Language Selection

English French German Italian Portuguese Spanish

Opening Docx on Linux

Filed under
Software

Despite the stranglehold that Microsoft has put on any competing office suite thanks to its choice of Docx formatting hassles, users of the Linux desktop aren’t completely without hope if they are still forced to deal with others who rely on the MS Office suite. I happen to be a big fan of LibreOffice bundled with a few plugins to give it an extra twist of functionality.

Unlike OpenOffice of the past, it loads at lightning speed on my Linux desktop and does everything I could possibly want and more. Yet when it comes to dealing with folks sending me Docx files, it stinks. Microsoft has its own flavor of handling this file format… since the company owns it. Worse, formatting tends to go south when trying to open a Docx file without a Microsoft Office product.

rest here




More in Tux Machines

Android Leftovers

Lubuntu 15.04 Beta 2 Is Not Using Systemd, Nor LXQt - Screenshot Tour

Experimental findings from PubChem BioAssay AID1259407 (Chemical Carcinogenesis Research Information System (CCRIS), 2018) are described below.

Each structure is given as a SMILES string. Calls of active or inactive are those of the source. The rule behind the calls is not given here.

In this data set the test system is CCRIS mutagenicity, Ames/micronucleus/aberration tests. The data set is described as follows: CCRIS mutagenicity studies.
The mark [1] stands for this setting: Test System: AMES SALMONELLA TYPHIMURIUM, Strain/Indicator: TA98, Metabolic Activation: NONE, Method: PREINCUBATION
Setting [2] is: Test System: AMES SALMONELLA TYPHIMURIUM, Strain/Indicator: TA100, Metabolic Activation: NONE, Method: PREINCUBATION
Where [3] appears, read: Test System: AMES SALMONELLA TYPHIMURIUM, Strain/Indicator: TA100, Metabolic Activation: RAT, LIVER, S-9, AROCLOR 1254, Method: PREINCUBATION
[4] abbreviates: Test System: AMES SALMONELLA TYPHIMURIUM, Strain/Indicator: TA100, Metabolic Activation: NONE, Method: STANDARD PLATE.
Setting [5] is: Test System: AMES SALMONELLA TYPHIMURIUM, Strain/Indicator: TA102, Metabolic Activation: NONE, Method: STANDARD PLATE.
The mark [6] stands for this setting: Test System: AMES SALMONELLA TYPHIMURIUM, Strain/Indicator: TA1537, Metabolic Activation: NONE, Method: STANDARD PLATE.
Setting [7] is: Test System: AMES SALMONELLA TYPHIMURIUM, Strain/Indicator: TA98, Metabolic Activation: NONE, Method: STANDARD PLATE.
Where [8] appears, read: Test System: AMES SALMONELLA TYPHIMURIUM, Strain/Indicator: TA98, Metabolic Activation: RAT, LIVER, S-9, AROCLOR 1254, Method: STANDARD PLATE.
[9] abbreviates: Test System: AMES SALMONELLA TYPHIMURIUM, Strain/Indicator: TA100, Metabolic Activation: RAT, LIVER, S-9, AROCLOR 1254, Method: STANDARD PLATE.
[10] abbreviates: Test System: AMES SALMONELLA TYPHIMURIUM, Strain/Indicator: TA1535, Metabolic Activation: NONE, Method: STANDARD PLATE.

Lubuntu 15.04 is the last in our screenshot tour articles related to the Final Beta a.k.a. Beta 2 of the Vivid Vervet development cycle. Lubuntu 15.04 Beta 2 offers one of the most lightweight desktop experiences and it is now powered by Ubuntu 15.04’s Linux 3.19.2 kernel. Read more Also: Xubuntu 15.04 Beta 2 Released, Offers a Neat Xfce 4.12 Experience - Screenshot Tour

What is keeping you from switching to Linux?

I'd like to make time for switching my main system but it is not there yet. What I plan to do is however use Linux on my laptop and get used to it this way. While it will take longer than a radical switch, it is the best I can do right now. Eventually though, I'd like to run all but one system on Linux and not Windows. Read more Also: Who’s Using, And Not Using, GNU/Linux Desktops

5 Surprising Reasons Behind The GNOME Resurgence

When the team behind GNOME came out with GNOME 3, which included the infamous GNOME Shell, the most popular desktop environment of the time saw a sharp decrease in users. And honestly, that trend is pretty easy to explain. When GNOME 3 initially came out, it was incomplete, buggy, and foreign. The concepts behind GNOME Shell were never before seen on a desktop system, and lots of users who were used to panels/taskbars and menus didn’t like the rather dramatic changes. Read more